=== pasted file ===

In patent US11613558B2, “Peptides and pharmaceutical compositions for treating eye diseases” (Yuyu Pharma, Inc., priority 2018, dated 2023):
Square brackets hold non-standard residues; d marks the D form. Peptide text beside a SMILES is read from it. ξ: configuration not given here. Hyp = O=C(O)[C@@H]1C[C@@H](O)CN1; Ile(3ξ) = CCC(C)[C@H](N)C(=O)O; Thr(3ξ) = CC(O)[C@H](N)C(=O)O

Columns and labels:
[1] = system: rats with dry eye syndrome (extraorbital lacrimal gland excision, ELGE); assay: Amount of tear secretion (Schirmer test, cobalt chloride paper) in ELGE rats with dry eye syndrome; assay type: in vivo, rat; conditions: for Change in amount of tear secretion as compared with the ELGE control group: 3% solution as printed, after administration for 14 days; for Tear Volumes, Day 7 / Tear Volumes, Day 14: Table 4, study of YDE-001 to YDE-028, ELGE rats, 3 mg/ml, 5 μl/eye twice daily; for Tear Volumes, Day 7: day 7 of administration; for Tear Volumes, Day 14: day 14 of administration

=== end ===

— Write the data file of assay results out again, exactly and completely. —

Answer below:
In patent US11613558B2, “Peptides and pharmaceutical compositions for treating eye diseases” (Yuyu Pharma, Inc., priority 2018, dated 2023):
Square brackets hold non-standard residues; d marks the D form. Peptide text beside a SMILES is read from it. ξ: configuration not given here. Hyp = O=C(O)[C@@H]1C[C@@H](O)CN1; Ile(3ξ) = CCC(C)[C@H](N)C(=O)O; Thr(3ξ) = CC(O)[C@H](N)C(=O)O

Columns and labels:
[1] = system: rats with dry eye syndrome (extraorbital lacrimal gland excision, ELGE); assay: Amount of tear secretion (Schirmer test, cobalt chloride paper) in ELGE rats with dry eye syndrome; assay type: in vivo, rat; conditions: for Change in amount of tear secretion as compared with the ELGE control group: 3% solution as printed, after administration for 14 days; for Tear Volumes, Day 7 / Tear Volumes, Day 14: Table 4, study of YDE-001 to YDE-028, ELGE rats, 3 mg/ml, 5 μl/eye twice daily; for Tear Volumes, Day 7: day 7 of administration; for Tear Volumes, Day 14: day 14 of administration